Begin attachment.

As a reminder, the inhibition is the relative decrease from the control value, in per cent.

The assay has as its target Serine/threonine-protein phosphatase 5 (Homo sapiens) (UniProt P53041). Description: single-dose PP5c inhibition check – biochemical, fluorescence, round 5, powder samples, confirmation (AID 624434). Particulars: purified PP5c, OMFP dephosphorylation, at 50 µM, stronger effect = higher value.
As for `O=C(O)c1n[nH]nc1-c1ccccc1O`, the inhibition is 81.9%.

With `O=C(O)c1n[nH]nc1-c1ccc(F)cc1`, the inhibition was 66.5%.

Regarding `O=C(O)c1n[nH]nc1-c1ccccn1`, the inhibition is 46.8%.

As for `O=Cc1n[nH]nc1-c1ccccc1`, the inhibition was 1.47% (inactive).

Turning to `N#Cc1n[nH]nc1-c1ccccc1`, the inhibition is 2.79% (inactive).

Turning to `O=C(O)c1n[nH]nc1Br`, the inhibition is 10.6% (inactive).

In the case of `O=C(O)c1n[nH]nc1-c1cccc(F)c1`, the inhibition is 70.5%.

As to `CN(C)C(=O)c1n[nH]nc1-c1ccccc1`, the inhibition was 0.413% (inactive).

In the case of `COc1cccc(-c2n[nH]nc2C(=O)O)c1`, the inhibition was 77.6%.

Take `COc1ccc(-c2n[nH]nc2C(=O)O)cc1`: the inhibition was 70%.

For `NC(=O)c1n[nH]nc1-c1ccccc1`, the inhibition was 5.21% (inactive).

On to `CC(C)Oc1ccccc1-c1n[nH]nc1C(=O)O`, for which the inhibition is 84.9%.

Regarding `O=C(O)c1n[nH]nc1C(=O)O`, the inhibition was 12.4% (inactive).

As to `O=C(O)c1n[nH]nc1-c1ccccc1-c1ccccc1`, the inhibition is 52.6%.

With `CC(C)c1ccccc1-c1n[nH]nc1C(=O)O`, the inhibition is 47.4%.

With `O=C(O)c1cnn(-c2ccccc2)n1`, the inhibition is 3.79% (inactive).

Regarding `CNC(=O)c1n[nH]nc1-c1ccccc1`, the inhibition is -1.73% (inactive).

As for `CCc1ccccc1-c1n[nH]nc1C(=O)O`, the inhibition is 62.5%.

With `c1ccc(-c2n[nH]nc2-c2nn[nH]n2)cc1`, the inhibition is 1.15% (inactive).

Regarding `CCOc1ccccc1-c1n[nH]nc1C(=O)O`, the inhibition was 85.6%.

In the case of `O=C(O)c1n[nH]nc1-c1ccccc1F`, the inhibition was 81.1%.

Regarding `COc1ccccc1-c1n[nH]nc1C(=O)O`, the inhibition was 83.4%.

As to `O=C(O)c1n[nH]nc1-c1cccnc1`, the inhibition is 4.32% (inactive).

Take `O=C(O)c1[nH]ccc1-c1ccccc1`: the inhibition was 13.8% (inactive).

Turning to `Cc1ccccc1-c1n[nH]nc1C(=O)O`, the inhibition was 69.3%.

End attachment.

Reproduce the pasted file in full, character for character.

As a reminder, the inhibition is the relative decrease from the control value, in per cent.

The assay has as its target Serine/threonine-protein phosphatase 5 (Homo sapiens) (UniProt P53041). Description: single-dose PP5c inhibition check – biochemical, fluorescence, round 5, powder samples, confirmation (AID 624434). Particulars: purified PP5c, OMFP dephosphorylation, at 50 µM, stronger effect = higher value.
As for `O=C(O)c1n[nH]nc1-c1ccccc1O`, the inhibition is 81.9%.

With `O=C(O)c1n[nH]nc1-c1ccc(F)cc1`, the inhibition was 66.5%.

Regarding `O=C(O)c1n[nH]nc1-c1ccccn1`, the inhibition is 46.8%.

As for `O=Cc1n[nH]nc1-c1ccccc1`, the inhibition was 1.47% (inactive).

Turning to `N#Cc1n[nH]nc1-c1ccccc1`, the inhibition is 2.79% (inactive).

Turning to `O=C(O)c1n[nH]nc1Br`, the inhibition is 10.6% (inactive).

In the case of `O=C(O)c1n[nH]nc1-c1cccc(F)c1`, the inhibition is 70.5%.

As to `CN(C)C(=O)c1n[nH]nc1-c1ccccc1`, the inhibition was 0.413% (inactive).

In the case of `COc1cccc(-c2n[nH]nc2C(=O)O)c1`, the inhibition was 77.6%.

Take `COc1ccc(-c2n[nH]nc2C(=O)O)cc1`: the inhibition was 70%.

For `NC(=O)c1n[nH]nc1-c1ccccc1`, the inhibition was 5.21% (inactive).

On to `CC(C)Oc1ccccc1-c1n[nH]nc1C(=O)O`, for which the inhibition is 84.9%.

Regarding `O=C(O)c1n[nH]nc1C(=O)O`, the inhibition was 12.4% (inactive).

As to `O=C(O)c1n[nH]nc1-c1ccccc1-c1ccccc1`, the inhibition is 52.6%.

With `CC(C)c1ccccc1-c1n[nH]nc1C(=O)O`, the inhibition is 47.4%.

With `O=C(O)c1cnn(-c2ccccc2)n1`, the inhibition is 3.79% (inactive).

Regarding `CNC(=O)c1n[nH]nc1-c1ccccc1`, the inhibition is -1.73% (inactive).

As for `CCc1ccccc1-c1n[nH]nc1C(=O)O`, the inhibition is 62.5%.

With `c1ccc(-c2n[nH]nc2-c2nn[nH]n2)cc1`, the inhibition is 1.15% (inactive).

Regarding `CCOc1ccccc1-c1n[nH]nc1C(=O)O`, the inhibition was 85.6%.

In the case of `O=C(O)c1n[nH]nc1-c1ccccc1F`, the inhibition was 81.1%.

Regarding `COc1ccccc1-c1n[nH]nc1C(=O)O`, the inhibition was 83.4%.

As to `O=C(O)c1n[nH]nc1-c1cccnc1`, the inhibition is 4.32% (inactive).

Take `O=C(O)c1[nH]ccc1-c1ccccc1`: the inhibition was 13.8% (inactive).

Turning to `Cc1ccccc1-c1n[nH]nc1C(=O)O`, the inhibition was 69.3%.